I love going to the grocery store on Saturday mornings. It’s crowded, sure, but there’s a sense of optimism to the crowd. We have an entire weekend ahead of us. The possibilities seem endless. I love the commradery, like all us shoppers are in it together, working toward the common goal of feeding our families. It’s different from the mood of, say, a Thursday night. Thursday nights are crowded, but the crowd is different. We’re all tired from the events of the day. We’d all really rather be at home, or anywhere really. Saturday morning is a hopeful time. Sure, let’s go ahead and get that rack of lamb. There’s plenty of time to learn how to cook it between now and Sunday dinner. And just think of the leftovers. Ahh, what sweet optimism is Saturday morning.
The beauty of this past weekend’s grocery outing begins before I have even entered the bakery-scented doorway of our local Kroger. Standing outside, fresh faced and eager, are none other than the Girl Scouts of America. And bless their darling little hearts, they want nothing more in the world than to offer me cookies. Would that everyone I encountered in daily life be so accommodating. Michael rushes us past as if we were fleeing a burning building. This could be because I have already threatened to buy a dozen boxes of Tagalongs and consume them all in the car on the way home.
So into the grocery store we rush. When you think of it, the grocery store really is an embarrassment of riches. I sometimes feel guilty about how easy it is for us Americans to get food. There are places in the world where people have to beg, steal, or even kill for food. It’s a sobering thought. I make yet another mental note to donate to some international food bank, but then proceed to assuage my guilt with Cadbury eggs. Have I mentioned how much I do love March? Girl Scout Cookies and Cadbury eggs. Could life get any better?
Of course, grocery shopping is always a more pleasant experience sans the two year old. He brings an element of unpredictability to the venture that is unsettling at best, and can be outright embarrassing at worst. Then there are those times where Michael and I tend to disagree over food choices. This is most starkly illustrated in the cereal aisle. My husband loves cereal. I mean, he could eat it everyday. Sure, I like cereal. Cereal is fine. But I sometimes like to get wild and crazy and mix it up a bit. Say, have a bagel for breakfast. Or even more scandalous, a muffin. But it’s not even that Michael loves cereal. It’s that he loves boring cereal. When I say he could eat cereal everyday, I mean he could eat Corn Flakes everyday. Or Shredded Wheat. Or some other high fiber horror. I mean, with all the vast, nearly endless, cereal choices – Lucky Charms, Cocoa Puffs, Frosted Flakes, Honey Smacks – why in the world would you choose Corn Flakes? I don’t know, but that’s just what Michael does. Then I get his silent disapproval when I pick Count Chocula. This has really become a problem lately when, due to the high cost of food, we have to eat the same cereal. Honestly, I’d rather share a toothbrush than eat his cereal.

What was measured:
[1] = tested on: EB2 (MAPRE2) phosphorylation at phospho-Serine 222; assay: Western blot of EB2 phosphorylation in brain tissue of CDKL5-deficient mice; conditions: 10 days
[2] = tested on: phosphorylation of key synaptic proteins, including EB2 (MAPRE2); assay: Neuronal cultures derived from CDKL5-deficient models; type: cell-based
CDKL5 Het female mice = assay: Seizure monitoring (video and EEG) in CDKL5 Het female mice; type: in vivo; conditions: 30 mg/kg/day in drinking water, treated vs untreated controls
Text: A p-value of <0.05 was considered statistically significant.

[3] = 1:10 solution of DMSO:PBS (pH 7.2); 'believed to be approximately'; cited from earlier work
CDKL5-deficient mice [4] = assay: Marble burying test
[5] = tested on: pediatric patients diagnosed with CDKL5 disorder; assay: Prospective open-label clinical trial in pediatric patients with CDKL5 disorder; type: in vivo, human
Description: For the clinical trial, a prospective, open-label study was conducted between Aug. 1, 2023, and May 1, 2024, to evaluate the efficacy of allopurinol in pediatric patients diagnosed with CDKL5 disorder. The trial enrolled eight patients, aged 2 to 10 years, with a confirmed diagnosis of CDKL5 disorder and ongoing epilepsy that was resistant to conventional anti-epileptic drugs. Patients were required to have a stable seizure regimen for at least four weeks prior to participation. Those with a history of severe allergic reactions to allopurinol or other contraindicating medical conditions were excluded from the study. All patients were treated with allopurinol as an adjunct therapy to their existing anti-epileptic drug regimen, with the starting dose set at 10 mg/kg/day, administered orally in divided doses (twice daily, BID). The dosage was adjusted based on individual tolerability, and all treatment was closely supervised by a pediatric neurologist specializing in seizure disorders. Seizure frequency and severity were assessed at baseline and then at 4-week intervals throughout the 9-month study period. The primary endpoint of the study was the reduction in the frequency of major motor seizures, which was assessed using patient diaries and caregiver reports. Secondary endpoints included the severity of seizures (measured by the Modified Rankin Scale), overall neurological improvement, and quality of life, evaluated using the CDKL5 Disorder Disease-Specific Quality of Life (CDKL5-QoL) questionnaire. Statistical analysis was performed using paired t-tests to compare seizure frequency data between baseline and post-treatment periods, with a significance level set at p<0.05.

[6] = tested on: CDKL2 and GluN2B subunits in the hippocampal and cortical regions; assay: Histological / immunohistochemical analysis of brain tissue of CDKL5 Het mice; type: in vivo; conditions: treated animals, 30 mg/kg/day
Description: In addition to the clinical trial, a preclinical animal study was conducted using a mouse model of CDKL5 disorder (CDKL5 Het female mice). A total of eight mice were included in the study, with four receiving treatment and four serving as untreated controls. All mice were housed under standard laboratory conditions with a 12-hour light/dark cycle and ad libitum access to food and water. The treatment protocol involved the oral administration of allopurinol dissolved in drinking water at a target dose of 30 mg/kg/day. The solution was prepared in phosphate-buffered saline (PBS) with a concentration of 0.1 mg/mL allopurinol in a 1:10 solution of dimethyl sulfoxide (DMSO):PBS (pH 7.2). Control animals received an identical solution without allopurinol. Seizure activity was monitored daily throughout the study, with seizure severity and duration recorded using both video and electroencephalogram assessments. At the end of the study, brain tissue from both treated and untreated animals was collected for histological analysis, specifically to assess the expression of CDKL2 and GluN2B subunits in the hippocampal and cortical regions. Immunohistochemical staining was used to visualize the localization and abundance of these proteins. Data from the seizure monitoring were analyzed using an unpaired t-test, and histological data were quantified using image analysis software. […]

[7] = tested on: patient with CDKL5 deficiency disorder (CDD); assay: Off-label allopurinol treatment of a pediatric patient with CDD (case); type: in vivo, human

So once the cereal debacle is over, my euphoria in the grocery outing is vastly diminished. By the time we get to the dairy case, my good mood has vanished altogether. Here’s something else about my husband: He can read on the grocery list: cream cheese, sour cream, whipping cream, and creamer - and it all registers as the same thing to him. If those four items are on the grocery list, I’ll get home to find that I have four containers of just one of those. Four sour cream tubs for example. Or four cartons of whipping cream. And you know, I’m already pissed off over the cereal selection, so this dairy product SNAFU never helps my mood. Lately, my mood has also fallen prey to the rising price of groceries. I’m not one of those people who believes that food should be cheap. I know what goes into the growing, making, and transporting of our food supply. But as a stay at home mom, I consider one of my primary duties to be planning healthy meals for my family while remaining within the limits of a budget. When the weekly grocery bill continues to register in the triple digits, I can’t help feeling like I’ve failed somehow.
I think it is unfair that once the groceries have been bought and paid for, one still has ahead of her the putting away of said groceries, which inevitably necessitates the cleaning out of cabinets and the refrigerator. There are few things in life I enjoy less than cleaning out the fridge. Being blind lends an element of surprise to the contents of food storage containers. These surprises are never pleasant. ‘Nuff said?
Even though I know how the grocery errand will play out, I still get a thrill every time we pull into Kroger on Saturday mornings, especially on a sunny March morning.